Kiron Kher, the heroine of Khamosh Pani, finds more comfort level in alternate cinema, which gives her the opportunity to play the protagonist. Rajeev Nair met her in Dubai
Kiron Kher is doing a beautiful balancing acting between mainstream Bollywood films and alternate international films. She is seen on screen as the glycerine tear-eyed “mother” in the vintage Bollywood potboiler Veer-Zara as well as wearing the protagonist’s hat in Khamosh Pani, an alternate cinema that has fetched international acclaim.
The wife of actor Anupam Kher, who had an unceremonious exit as Censor Board chief recently, Kiron’s screen presence, so widely appreciated in Sardari Beegum, has found acceptance in mainstream Bollywood too. But at heart, she likes to pursue alternate cinema because it gives her the opportunity to “be real, and play the protagonists. I love working on alternate cinema more. There is no comparison with mainstream cinema. And doesn’t every one want to play the lead role.”
Standing ovation is just about finding its way into the Dubai International Film Festival culture but Kiron, indeed, got one, when her film, Khamosh Pani was screened at Mercato Cinema. “It happens all the time,” she says. “At Locarno, we timed the ovation; it was for a full twelve-and-a-half minutes.”
Kiron says Khamosh Pani is relevant because it “shows how fundamentalism affects women. It is also a commentary on Ayesha, the lead protagonist, who refuses to die when she was asked to, but later does so because it becomes her decision. And significantly, despite our history of violence, bloodshed and bereavement, the youngsters today are still going the same way. The film is a reminder not to take that path.”
Khamosh Pani, directed by Pakistani film maker, Sabiha Sumar is a “study on the effects of the State on people” and follows the life of Ayesha, whose impressionable son, Saleem, gets drifted into a radical way of thinking and action. The son’s change in outlook has a profound impact on Ayesha’s life, when it is learnt that she is Veero, who had been left behind even as the rest of her family was uprooted during the Partition.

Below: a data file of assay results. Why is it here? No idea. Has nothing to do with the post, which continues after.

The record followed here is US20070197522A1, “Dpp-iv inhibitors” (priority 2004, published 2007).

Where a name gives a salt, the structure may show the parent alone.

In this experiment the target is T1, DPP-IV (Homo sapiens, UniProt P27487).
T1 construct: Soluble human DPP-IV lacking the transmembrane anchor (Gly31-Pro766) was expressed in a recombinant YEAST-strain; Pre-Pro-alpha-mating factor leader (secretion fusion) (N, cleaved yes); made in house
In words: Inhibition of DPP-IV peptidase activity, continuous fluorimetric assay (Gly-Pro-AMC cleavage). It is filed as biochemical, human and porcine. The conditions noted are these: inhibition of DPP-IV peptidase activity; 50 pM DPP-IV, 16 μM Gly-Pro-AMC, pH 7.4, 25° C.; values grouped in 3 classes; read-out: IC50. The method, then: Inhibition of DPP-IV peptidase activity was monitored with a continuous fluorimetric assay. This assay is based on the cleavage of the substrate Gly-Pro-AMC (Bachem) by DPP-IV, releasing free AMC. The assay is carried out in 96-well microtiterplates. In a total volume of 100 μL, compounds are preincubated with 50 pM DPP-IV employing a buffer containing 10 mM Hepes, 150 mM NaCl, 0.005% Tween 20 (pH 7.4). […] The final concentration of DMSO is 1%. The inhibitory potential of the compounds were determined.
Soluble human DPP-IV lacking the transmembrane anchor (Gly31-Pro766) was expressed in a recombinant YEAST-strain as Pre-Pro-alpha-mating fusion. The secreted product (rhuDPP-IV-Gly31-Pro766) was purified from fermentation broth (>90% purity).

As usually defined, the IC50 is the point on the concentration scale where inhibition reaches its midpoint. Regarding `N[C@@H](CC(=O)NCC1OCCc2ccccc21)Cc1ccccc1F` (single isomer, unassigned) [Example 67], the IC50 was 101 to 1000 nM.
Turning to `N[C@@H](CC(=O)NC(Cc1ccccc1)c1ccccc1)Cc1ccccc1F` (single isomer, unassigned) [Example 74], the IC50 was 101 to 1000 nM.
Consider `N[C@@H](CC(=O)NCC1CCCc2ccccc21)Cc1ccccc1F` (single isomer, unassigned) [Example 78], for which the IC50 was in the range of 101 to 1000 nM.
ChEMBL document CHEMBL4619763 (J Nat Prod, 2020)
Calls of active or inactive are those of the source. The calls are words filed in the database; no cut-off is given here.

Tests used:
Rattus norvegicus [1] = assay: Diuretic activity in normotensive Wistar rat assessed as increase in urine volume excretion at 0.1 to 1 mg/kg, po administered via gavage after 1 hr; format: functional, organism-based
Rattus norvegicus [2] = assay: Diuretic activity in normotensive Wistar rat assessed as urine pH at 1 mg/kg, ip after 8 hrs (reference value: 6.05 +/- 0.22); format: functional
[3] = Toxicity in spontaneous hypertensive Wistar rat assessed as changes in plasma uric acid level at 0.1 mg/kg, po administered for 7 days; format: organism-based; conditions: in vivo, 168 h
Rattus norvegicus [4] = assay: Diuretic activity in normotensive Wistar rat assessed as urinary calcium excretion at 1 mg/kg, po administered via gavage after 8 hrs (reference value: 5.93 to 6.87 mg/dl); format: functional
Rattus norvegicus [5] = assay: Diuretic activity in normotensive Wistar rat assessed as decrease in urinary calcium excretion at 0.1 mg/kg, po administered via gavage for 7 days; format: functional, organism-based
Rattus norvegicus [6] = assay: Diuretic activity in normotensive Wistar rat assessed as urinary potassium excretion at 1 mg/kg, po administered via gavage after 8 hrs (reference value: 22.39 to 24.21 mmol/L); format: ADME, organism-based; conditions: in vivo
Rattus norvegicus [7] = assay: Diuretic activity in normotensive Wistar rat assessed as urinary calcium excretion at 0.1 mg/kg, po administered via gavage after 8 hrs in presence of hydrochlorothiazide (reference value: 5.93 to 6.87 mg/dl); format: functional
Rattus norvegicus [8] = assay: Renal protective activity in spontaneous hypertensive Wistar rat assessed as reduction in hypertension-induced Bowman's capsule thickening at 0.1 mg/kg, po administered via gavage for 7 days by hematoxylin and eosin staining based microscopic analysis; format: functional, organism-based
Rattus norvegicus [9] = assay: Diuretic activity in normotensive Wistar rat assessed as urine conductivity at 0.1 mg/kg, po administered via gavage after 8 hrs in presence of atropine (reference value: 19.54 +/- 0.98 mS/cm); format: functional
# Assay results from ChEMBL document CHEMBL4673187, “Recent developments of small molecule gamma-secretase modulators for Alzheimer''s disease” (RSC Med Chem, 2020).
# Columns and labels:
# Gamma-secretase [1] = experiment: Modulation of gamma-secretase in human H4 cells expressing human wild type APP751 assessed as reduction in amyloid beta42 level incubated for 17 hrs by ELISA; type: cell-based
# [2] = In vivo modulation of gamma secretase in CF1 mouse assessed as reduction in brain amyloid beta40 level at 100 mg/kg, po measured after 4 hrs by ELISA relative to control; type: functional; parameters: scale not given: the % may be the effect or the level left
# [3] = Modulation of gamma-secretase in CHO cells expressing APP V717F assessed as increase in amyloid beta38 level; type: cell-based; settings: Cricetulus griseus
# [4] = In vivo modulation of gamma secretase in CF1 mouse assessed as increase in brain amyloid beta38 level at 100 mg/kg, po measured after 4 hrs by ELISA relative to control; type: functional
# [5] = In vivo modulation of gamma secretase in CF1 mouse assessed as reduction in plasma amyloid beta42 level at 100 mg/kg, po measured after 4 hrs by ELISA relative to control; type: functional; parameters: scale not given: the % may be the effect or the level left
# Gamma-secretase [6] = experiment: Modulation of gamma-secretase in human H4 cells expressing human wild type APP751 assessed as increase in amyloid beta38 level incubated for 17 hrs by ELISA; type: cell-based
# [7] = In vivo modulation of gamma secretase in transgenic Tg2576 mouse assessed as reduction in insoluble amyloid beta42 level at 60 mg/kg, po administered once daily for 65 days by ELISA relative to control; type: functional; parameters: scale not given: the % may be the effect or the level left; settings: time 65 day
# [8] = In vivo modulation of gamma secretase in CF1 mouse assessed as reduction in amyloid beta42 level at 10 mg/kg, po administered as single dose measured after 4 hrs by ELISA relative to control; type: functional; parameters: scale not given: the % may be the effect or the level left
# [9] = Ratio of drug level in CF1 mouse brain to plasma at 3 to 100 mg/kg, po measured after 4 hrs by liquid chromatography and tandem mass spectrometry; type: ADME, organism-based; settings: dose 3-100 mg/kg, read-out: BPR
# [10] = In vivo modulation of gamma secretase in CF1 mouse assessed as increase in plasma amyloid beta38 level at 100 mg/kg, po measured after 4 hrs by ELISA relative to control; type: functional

Kiron says the film’s director wanted to show the progression of women in Pakistan in a very positive and realistic light. “It must be applauded that a filmmaker in Pakistan has the courage to do a film like this. Self-criticism would only make us stronger.”
The film’s theme of fundamentalism, says Kiron, “is an issue of great concern today. Such issues naturally become a choice for filmmakers. It is not because the theme sells; if what sells is what matters, alternate sexuality should be the choice, isn’t it?”Playing Ayesha did not change her personally, says Kiron. “But it moved me deeply. I gave myself completely to the character. And I guess, my roots are most apparent in this film. Every time I, as Ayesha, looked into that little suitcase which carried her father’s glasses, it brought subtle reminders of my own parents, who had come to India from Pakistan. It is difficult to watch your parent as they age, and this film is indeed tribute to my mother.”
Khamosh Pani, now released in India, has not found a distributor in Pakistan, as yet, says Kiron. “After its premiere in Locarno, we had more than 40 screenings, including a road show attended by thousands in Wah, where it was shot. But distributors are not coming from Pakistan, probably because they fear governmental backlash or because they feel the film is not commercially viable. India is a healthier market for alternate films with its multiplexes.”
Had the film been released in Pakistan this year, it could have competed in the Oscars for the Best Foreign Film, she adds. She shot for just a little less than two months for the film in Wah. “It went into production in 2001 and following the Sept. 11 incidents, the foreign crew had to leave. Work resumed in 2002; I had to fly to Pakistan through Dubai because the Indian and Pakistani armies were at the borders.”
She says shooting the film had its taxing moments. “We were working 12-hour shifts, the shooting will start at 4am, in biting cold, with two members of the camera team doing much of the ground work. Every thing was quick and concentrated.” Kiron had torn her ligament, and was wheeled in for the shoot.
Khamosh Pani was screened at Karachi Film Festival, where it won a special jury prize and Kiron was awarded the best actress. “It is therefore such an important film for me, it makes me feel wonderful.”
The film was originally to be called Ayesha or Veero. “The film was first screened in France and Switzerland with sub-titles and Ayesha sounded too exotic in French, and Veero meant a wart,” smiles Kiron. Kiron has received more offers from Pakistan. But they clashed with her schedule. In India, she would also like to do more television, especially chat shows. The Kher couple feels “funny” about the whole incident that led to Anupam being asked to step down as Indian Censor Board chief. “What hurt Anupam most was to be called an RSS man but the issue gave him a wonderful opportunity to stand up for himself and speak his mind.”
Kiron is now doing The Rising with Amir Khan and an alternate cinema with Naseerudhin Shah, It Could Be, an Indian production in English directed by Taranjit Singh.